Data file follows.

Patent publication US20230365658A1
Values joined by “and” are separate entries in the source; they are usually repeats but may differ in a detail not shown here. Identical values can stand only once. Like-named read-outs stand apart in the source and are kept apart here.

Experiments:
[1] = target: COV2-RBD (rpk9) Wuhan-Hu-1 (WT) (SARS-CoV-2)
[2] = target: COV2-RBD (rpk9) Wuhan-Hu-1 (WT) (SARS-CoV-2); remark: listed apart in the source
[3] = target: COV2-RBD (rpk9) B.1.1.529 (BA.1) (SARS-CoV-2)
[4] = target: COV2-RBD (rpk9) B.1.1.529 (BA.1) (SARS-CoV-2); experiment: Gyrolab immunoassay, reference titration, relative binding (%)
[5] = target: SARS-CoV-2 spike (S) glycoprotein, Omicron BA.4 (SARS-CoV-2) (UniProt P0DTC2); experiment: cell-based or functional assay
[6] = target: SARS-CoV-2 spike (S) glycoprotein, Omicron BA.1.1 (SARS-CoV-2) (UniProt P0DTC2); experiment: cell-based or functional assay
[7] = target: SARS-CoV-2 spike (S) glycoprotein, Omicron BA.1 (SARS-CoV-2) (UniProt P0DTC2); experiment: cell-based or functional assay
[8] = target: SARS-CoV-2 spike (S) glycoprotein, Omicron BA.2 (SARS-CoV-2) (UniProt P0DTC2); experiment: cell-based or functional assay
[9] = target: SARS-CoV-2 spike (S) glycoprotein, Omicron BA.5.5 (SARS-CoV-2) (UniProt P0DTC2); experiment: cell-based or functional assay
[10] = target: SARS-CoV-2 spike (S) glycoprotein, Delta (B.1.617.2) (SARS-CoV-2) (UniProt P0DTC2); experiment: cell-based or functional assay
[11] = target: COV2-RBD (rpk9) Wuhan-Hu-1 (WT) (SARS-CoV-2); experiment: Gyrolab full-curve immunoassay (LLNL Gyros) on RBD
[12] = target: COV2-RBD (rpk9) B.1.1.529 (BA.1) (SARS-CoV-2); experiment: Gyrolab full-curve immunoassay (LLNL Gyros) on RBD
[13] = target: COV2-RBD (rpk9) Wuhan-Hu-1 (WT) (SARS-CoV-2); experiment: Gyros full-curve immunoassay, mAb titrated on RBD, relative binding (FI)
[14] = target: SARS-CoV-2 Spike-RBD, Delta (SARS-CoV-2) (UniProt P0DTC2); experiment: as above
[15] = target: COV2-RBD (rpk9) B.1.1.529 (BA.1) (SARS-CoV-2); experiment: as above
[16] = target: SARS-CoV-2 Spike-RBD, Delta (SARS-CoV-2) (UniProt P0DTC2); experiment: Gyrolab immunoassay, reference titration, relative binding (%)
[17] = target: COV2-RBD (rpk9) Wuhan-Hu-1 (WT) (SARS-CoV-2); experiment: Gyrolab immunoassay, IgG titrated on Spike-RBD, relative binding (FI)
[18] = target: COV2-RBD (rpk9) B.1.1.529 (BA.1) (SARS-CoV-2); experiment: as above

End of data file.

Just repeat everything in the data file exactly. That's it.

Patent publication US20230365658A1
Values joined by “and” are separate entries in the source; they are usually repeats but may differ in a detail not shown here. Identical values can stand only once. Like-named read-outs stand apart in the source and are kept apart here.

Experiments:
[1] = target: COV2-RBD (rpk9) Wuhan-Hu-1 (WT) (SARS-CoV-2)
[2] = target: COV2-RBD (rpk9) Wuhan-Hu-1 (WT) (SARS-CoV-2); remark: listed apart in the source
[3] = target: COV2-RBD (rpk9) B.1.1.529 (BA.1) (SARS-CoV-2)
[4] = target: COV2-RBD (rpk9) B.1.1.529 (BA.1) (SARS-CoV-2); experiment: Gyrolab immunoassay, reference titration, relative binding (%)
[5] = target: SARS-CoV-2 spike (S) glycoprotein, Omicron BA.4 (SARS-CoV-2) (UniProt P0DTC2); experiment: cell-based or functional assay
[6] = target: SARS-CoV-2 spike (S) glycoprotein, Omicron BA.1.1 (SARS-CoV-2) (UniProt P0DTC2); experiment: cell-based or functional assay
[7] = target: SARS-CoV-2 spike (S) glycoprotein, Omicron BA.1 (SARS-CoV-2) (UniProt P0DTC2); experiment: cell-based or functional assay
[8] = target: SARS-CoV-2 spike (S) glycoprotein, Omicron BA.2 (SARS-CoV-2) (UniProt P0DTC2); experiment: cell-based or functional assay
[9] = target: SARS-CoV-2 spike (S) glycoprotein, Omicron BA.5.5 (SARS-CoV-2) (UniProt P0DTC2); experiment: cell-based or functional assay
[10] = target: SARS-CoV-2 spike (S) glycoprotein, Delta (B.1.617.2) (SARS-CoV-2) (UniProt P0DTC2); experiment: cell-based or functional assay
[11] = target: COV2-RBD (rpk9) Wuhan-Hu-1 (WT) (SARS-CoV-2); experiment: Gyrolab full-curve immunoassay (LLNL Gyros) on RBD
[12] = target: COV2-RBD (rpk9) B.1.1.529 (BA.1) (SARS-CoV-2); experiment: Gyrolab full-curve immunoassay (LLNL Gyros) on RBD
[13] = target: COV2-RBD (rpk9) Wuhan-Hu-1 (WT) (SARS-CoV-2); experiment: Gyros full-curve immunoassay, mAb titrated on RBD, relative binding (FI)
[14] = target: SARS-CoV-2 Spike-RBD, Delta (SARS-CoV-2) (UniProt P0DTC2); experiment: as above
[15] = target: COV2-RBD (rpk9) B.1.1.529 (BA.1) (SARS-CoV-2); experiment: as above
[16] = target: SARS-CoV-2 Spike-RBD, Delta (SARS-CoV-2) (UniProt P0DTC2); experiment: Gyrolab immunoassay, reference titration, relative binding (%)
[17] = target: COV2-RBD (rpk9) Wuhan-Hu-1 (WT) (SARS-CoV-2); experiment: Gyrolab immunoassay, IgG titrated on Spike-RBD, relative binding (FI)
[18] = target: COV2-RBD (rpk9) B.1.1.529 (BA.1) (SARS-CoV-2); experiment: as above